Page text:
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Simple triage and rapid treatment
START is an acronym for Simple Triage and Rapid Treatment, and is defined as being a method that first responders use to effectively and efficiently evaluate all of the victims during a mass casualty incident (MCI).  The first-arriving medical personnel will use a triage tool called a triage tag to categorize the victims by the severity of their injury. Once they have a better handle of the MCI, the on-scene personnel will call in to request for the additional appropriate resources and assign the incoming emergency service personnel their tasks. The victims will be easily identifiable in terms of what the appropriate care is needed by the triage tags they were administered. This method was developed in 1983 by the staff members of Hoag Hospital  and Newport Beach Fire Department located in California.
Additional recommended knowledge
The whole evaluation process is generally conducted in 60 seconds or less. Once the evaluation is complete, the victims are labeled with one of the four triage categories.
Obviously these categories are only an indication of the desired treatment time; in a large scale emergency, Minor patients may be seen days later, if at all.
When medical personnel first arrive on the scene, they quickly assess the situation and do a call-out; they ask that any victim who is able to walk to separate themselves from non-ambulatory victims and to relocate to a certain area, or they may be asked to assist the medical personnel with the other non-ambulatory victims. These ambulatory victims are either uninjured or have minor injuries that no not need immediate care so they are labeled with a green tag (minor).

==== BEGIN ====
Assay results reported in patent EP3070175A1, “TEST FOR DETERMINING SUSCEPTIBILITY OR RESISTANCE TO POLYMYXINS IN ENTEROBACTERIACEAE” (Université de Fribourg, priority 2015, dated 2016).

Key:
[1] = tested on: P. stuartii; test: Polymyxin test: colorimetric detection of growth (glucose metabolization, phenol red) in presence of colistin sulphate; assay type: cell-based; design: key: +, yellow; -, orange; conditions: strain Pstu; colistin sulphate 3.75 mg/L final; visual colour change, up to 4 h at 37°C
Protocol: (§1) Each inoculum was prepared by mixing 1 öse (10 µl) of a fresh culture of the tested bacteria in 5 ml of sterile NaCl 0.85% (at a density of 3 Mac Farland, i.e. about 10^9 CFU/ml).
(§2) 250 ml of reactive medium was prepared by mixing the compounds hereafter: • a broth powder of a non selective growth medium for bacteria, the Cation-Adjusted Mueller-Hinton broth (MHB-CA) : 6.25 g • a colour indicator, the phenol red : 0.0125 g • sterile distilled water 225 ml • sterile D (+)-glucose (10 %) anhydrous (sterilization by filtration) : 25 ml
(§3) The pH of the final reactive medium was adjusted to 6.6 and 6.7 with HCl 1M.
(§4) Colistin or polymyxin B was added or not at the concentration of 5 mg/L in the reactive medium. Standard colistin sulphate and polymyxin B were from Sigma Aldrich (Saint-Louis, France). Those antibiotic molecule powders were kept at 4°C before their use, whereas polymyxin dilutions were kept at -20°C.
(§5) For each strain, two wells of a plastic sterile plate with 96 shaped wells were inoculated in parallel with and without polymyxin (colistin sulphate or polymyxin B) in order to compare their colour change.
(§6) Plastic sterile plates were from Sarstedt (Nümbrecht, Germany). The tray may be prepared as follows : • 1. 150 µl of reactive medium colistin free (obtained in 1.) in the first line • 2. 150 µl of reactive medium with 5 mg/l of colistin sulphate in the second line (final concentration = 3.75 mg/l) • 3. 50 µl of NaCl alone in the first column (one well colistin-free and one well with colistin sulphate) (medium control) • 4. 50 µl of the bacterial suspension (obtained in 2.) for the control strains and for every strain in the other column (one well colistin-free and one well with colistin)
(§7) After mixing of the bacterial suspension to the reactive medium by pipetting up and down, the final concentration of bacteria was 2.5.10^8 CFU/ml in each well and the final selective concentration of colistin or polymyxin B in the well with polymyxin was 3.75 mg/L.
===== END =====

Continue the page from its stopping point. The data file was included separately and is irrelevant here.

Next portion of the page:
With the non-ambulatory victims, personnel assess their respiratory, circulatory, and neurological functions, and based on those conditions the patient is labeled with one of the three remaining triage categories (i.e. delayed, immediate, dead). The three functions to check, respiratory, circulatory, and neurological, can be remembered using the mnemonics RPM (respiration, perfusion or pulse, and mental status), or ABC (airway, bleeding, and shock).
The victim’s respiratory function is accessed first.
To check the victim’s circulatory function, a capillary refill test (blanch test) is conducted. Generally, the test is done at the tip of the finger. The personnel will apply pressure to the nail bed until it turns white.
Depending on the response time of how fast the blood flows back to the finger, the victim will be labeled with the yellow tag (medical attention can be delayed for up to an hour), or with the red tag (immediate care is needed).
There have been organizations that have adopted the procedures of START and modified it to provide better treatment for children. Lou E. Roming MD, FAAP, FACEP, created JumpSTART, which is a derivative approach of START that caters to the needs of children during a MCI. The Utah Bureau of Emergency Medical Services developed a training program  for teaching JumpSTART. Psychological studies have shown that people react outside of their ordinary scope of behavior when placed in a stressful environment; children's bodies are more fragile than adults, and thus it is important to handle children with more care because they lack the experience compared to adults to take care of themselves until help arrives.
However the only Evidence based method for the triage of children is the Smart Tape. As the Smart Tape gives the rescuer a tool to do the job it allows them to be much more objective, vital when dealing with sick and injured children. The pocket sized tape is tough enough to cope with the worst environments. 
|This article is licensed under the GNU Free Documentation License. It uses material from the Wikipedia article "Simple_triage_and_rapid_treatment". A list of authors is available in Wikipedia.|